The women’s cross-country team added a player this year who’s brought her passion for running from overseas.
“Every morning I wake up happy to run, happy to go to practice,” said Sara Moore, freshman from Omagh, Ireland. “I’ve seen so many athletes come in and drop out, and I don’t get it.
“I know running’s not for everyone, but I feel like it’s what I want to do for the rest of my life.”
Moore has been running since she was 12.
Motivated by watching her older brother run, she participated in an informal race in 2006.
“My Mom and everyone was like, ‘Oh God. This is going to turn out bad,” Moore said.
She bested her competitors by about five minutes wearing non-athletic shoes and gear.
Moore’s brother saw potential from the race and signed the young runner up for their hometown’s club. She never missed a race or practice.
“I love track,” Moore said. “It’s where I want to be.”
Because of her perfect attendance, Moore said she got to carry the Olympic torch just outside of Omagh.
“My dream is to hopefully run in the Olympics,” she said.
Moore faced several issues during her first season at the university.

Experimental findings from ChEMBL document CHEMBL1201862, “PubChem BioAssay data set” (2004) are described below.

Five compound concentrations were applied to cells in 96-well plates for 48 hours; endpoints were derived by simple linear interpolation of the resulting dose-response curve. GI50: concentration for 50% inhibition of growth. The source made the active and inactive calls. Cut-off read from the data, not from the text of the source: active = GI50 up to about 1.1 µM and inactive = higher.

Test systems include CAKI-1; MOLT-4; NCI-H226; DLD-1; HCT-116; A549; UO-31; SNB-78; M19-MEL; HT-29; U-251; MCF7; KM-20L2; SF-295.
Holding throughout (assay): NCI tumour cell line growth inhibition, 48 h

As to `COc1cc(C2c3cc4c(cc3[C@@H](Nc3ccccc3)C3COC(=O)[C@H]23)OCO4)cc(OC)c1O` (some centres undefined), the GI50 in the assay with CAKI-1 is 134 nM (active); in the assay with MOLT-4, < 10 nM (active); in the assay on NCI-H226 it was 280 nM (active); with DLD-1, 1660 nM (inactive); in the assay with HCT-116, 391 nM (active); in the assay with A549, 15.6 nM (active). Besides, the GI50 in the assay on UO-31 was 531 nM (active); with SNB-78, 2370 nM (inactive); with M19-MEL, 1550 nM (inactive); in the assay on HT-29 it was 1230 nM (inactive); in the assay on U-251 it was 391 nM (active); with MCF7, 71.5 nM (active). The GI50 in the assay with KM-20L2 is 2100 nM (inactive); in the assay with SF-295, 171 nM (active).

She was ineligible to participate in the team’s first few races because the National Student Clearinghouse hadn’t processed her enrollment. The organization verifies degrees to ensure they’re comparable to a school’s enrollment requirements.
Moore experienced minor injuries in addition to the academic hurdle.
Neither setback hindered Moore’s will to succeed.
She ranked eighth in the 5-kilometer race at the Sooner Athletic Conference Championship in November. The feat guaranteed her a spot at nationals, where she finished 93rd with a time of 19:11.
“It was one of the toughest races of my life,” Moore said. “Because it was so cold, it kind of put me off a little bit.”
The women’s cross-county team finished 16th overall at the National Association of Intercollegiate Athletics Championship.
“I think as a team we pulled together very well, considering the circumstances,” Moore said.
Moore attributes much of her success to Connor Holt, the cross-county and track teams’ coach.
Of the five coaches who’ve trained Moore, she considers Holt the best.
“He has everything planned out,” she said.
Holt maintains a record of all the runners’ times to track the team’s progress, Moore said. He also has individual meetings each week with the runners to discuss their growth, academics and any issues they may have.
“It’s the best coaching structure I’ve ever had,” she said. “He’s like the perfect role model.”
Moore performed well for her first season, Holt said, but she has potential to improve further.
“She’s young,” he said. “She’s a freshman, so I think the biggest thing is the learning curve, making sure you go to class and put in the work.”